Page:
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Taiwanese Wind Tower is Covered with Thousands of Wind Turbines and LED Lights
Beijing-based Decode Urbanism Office has designed a conceptual skyscraper with a façade composed of thousands of small wind turbines that would be able to produce enough energy to power the entire building. At night, the diamond-shaped generators are lit with thousands of tiny LED lights incorporated into the building envelope.
The 350-meter (1,150-foot) structure, located in Taichung City, Taiwan, is meant to house the city’s Department of Urban Development, as well as commercial activities such as exhibition spaces, museums and retail areas. The tower’s façade, inspired by the plum blossom — the national flower of China and Taiwan — reacts to changes in direction and intensity of the wind and creates an effect of hundreds of plum buds bursting into bloom.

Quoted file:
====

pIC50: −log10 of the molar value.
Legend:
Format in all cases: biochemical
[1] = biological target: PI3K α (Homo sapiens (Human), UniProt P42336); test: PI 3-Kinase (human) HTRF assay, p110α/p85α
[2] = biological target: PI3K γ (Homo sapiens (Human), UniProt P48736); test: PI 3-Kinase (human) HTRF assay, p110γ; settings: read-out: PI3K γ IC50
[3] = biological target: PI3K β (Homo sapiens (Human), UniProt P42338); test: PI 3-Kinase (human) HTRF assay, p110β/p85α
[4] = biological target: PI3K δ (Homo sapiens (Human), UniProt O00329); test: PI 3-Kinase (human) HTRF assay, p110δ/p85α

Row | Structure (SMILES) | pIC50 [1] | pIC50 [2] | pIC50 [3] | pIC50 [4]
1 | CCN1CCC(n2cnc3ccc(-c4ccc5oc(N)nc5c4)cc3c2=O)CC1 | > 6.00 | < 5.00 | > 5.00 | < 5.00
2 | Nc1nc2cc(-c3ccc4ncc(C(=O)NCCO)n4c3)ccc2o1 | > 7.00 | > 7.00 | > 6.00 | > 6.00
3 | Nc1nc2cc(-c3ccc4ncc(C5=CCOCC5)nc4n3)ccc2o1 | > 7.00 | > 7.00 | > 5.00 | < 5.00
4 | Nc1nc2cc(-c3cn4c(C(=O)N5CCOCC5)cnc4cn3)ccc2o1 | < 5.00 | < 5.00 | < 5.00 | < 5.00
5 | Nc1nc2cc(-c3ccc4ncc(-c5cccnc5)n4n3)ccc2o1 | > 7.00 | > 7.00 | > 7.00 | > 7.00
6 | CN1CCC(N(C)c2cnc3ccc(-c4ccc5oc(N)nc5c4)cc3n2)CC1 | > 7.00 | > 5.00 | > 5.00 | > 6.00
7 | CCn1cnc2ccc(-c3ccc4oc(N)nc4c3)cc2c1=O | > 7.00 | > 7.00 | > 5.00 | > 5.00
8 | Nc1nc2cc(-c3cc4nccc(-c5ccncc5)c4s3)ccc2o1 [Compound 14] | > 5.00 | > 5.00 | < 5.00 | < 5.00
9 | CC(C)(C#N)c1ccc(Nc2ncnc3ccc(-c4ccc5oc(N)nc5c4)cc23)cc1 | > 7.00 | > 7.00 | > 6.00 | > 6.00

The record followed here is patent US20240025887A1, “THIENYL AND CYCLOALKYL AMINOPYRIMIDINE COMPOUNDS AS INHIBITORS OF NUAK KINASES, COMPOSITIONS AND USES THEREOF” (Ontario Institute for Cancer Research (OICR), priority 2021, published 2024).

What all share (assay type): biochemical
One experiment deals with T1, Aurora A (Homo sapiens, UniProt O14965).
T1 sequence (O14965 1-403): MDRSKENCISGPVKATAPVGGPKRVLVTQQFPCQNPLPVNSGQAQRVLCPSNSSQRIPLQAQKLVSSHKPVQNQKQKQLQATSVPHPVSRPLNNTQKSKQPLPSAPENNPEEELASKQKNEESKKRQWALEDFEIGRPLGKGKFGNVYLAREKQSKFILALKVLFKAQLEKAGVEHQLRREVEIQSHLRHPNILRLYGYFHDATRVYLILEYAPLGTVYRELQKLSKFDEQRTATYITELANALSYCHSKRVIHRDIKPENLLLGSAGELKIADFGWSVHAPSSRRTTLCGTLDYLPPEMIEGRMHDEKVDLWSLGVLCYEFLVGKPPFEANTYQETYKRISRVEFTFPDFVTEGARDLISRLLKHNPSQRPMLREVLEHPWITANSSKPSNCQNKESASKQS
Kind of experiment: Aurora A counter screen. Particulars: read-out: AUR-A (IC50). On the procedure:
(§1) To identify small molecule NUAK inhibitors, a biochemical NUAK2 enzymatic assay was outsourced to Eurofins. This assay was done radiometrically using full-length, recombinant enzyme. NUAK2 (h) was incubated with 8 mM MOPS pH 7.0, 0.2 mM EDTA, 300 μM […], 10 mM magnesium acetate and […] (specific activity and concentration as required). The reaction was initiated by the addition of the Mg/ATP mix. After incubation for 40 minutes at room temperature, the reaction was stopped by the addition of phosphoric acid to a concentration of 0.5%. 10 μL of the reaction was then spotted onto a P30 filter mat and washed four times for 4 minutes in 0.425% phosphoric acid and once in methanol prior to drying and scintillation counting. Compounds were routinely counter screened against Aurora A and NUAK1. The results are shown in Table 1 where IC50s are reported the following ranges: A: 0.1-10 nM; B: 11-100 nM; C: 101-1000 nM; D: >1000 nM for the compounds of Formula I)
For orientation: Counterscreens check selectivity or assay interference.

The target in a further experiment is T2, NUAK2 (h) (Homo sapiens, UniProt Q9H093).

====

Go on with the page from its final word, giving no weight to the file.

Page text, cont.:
Mechanical wind power generators are set within the façade grid and act as weather vanes that oscillate with the wind. Each generator has its own LED light, which illuminates a small piece of the façade with intensity that depends on the amount of energy produced. This produces a pulsating flow of light that travels across the undulating façade. The color of the lights would also be adjusted to correspond to changes in temperature and season.
Concrete-filled steel profiles follow the sinus waves from the ground level and provide additional structural support and power protection. The wind harnessing capability, along with the lighting that responds to local atmospheric conditions, makes this conceptual tower a true “decoder of nature.”
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